Quality of the legal representation of a person who risks involuntary confinement for reasons of mental health

M.S. v. Croatia (no. 2)

In the judicial proceedings concerning the prolongation of the applicant’s confinement, the court appointed a legal-aid lawyer to represent her interests. The lawyer did not visit the applicant during the proceedings to hear her arguments concerning the involuntary confinement. At no stage was she advised of the procedure and the most appropriate course of action to follow. The lawyer, although present in court, did not make any submissions on the applicant’s behalf. Although aware of the lawyer’s lack of involvement, the court, without hearing the applicant, ordered her continued confinement.

The applicant contended, among other things, that she had been unlawfully and unjustifiably confined to the hospital, and that the judicial decision ordering her confinement had not been accompanied by adequate procedural safeguards.

The Court found a breach of Article 5 § 1 of the Convention. The Court stressed that the mere appointment of a lawyer, without that lawyer actually providing legal assistance in the proceedings, could not satisfy the requirements of necessary “legal assistance” under Article 5 § 1 (e) for persons confined as being of “unsound mind”.

Although the domestic authorities were well aware of the professional failings of the lawyer, they had failed to react to the applicant’s complaints and to take the necessary action to address the matter.

 

Proceedings for extradition with a view to prosecution in the requesting State (Article 5 § 1 (f ))

Gallardo Sanchez v. Italy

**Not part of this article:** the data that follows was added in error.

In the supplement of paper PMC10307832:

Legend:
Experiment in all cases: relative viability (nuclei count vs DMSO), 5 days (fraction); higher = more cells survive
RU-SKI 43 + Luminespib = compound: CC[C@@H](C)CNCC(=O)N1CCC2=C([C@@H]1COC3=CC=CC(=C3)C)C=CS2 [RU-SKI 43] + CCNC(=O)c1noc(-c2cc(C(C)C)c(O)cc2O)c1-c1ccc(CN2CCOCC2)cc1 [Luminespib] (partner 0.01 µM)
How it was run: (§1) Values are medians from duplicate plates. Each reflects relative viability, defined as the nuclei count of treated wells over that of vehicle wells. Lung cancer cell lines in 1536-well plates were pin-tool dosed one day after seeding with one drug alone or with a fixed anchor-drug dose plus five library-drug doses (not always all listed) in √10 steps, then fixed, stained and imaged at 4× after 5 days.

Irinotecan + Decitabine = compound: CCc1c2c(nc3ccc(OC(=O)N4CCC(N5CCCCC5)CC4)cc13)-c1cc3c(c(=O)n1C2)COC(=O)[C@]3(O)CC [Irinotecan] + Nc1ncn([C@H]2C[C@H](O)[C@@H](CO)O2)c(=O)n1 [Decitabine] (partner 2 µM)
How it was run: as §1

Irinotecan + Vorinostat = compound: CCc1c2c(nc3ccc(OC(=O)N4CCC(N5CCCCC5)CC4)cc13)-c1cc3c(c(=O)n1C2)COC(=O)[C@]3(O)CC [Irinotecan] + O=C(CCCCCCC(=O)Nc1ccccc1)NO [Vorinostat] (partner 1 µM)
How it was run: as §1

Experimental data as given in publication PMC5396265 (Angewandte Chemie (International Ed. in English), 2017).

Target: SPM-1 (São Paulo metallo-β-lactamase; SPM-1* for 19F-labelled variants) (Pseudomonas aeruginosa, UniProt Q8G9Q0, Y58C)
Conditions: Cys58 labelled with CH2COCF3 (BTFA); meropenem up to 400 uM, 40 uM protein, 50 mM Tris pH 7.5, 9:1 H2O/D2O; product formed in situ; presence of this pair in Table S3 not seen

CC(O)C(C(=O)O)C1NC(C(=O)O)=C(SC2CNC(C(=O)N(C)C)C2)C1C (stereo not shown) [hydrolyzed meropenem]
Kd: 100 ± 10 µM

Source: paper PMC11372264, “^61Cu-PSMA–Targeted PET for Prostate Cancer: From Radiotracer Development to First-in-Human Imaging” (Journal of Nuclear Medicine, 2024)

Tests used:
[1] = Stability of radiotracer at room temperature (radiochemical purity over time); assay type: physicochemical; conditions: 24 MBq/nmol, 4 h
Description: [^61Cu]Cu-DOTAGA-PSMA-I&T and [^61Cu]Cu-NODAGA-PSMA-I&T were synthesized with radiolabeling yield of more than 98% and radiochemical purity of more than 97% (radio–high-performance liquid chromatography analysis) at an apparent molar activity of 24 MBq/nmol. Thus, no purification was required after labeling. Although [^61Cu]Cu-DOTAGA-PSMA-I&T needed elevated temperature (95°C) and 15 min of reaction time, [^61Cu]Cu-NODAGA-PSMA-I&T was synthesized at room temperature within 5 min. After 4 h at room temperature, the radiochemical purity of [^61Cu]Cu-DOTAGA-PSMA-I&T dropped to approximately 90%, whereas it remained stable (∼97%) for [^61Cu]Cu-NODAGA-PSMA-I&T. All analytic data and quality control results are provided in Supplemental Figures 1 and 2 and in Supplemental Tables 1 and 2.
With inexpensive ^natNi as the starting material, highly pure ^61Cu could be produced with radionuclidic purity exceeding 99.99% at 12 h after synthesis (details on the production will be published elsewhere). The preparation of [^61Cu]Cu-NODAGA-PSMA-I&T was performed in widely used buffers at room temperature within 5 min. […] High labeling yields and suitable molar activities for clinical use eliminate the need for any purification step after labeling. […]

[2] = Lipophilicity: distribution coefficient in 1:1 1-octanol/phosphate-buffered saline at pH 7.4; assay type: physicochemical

The applicant, Manuel Rogelio Gallardo Sanchez, is a Venezuelan national. On 19 April 2005 Mr Gallardo Sanchez was placed in detention, with a view to his extradition, by the Rome police in execution of an arrest warrant issued by the Greek authorities. On 22 April 2005 the Aquila Court of Appeal confirmed the arrest and ordered Mr Gallardo Sanchez to be kept in detention. He was extradited to Greece in October 2006.

The applicant complained before the European Court of the length of his detention pending extradition.

The Court found a breach of Article 5 § 1. Its reasons for doing so are noteworthy as they represent a development in the case-law under sub-paragraph (f ) of that provision. It was necessary to distinguish between two forms of extradition in order to specify the level of diligence required for each. These were extradition for the purposes of enforcing a sentence and extradition enabling the requesting State to try the person concerned. In the latter case, as criminal proceedings were still pending the person subject to extradition was to be presumed innocent; furthermore, at that stage their ability to exercise their defence rights in the criminal proceedings for the purposes of proving their innocence was considerably limited, or even non-existent; lastly, the authorities of the requested State were debarred from undertaking any examination of the merits of the case. For all those reasons, the protection of the rights of the person concerned and the proper functioning of the extradition proceedings, including the duty to prosecute the individual concerned within a reasonable time, required the requested State to act with special diligence.

The applicant had been placed in detention pending extradition in order to enable the Greek authorities to prosecute him. On the facts of the case, and having in mind the reasons for Greece’s extradition request and the periods of delay in complying with that request – which were attributable to the Italian authorities – the Court concluded that there had been a breach of Article 5 § 1.

 

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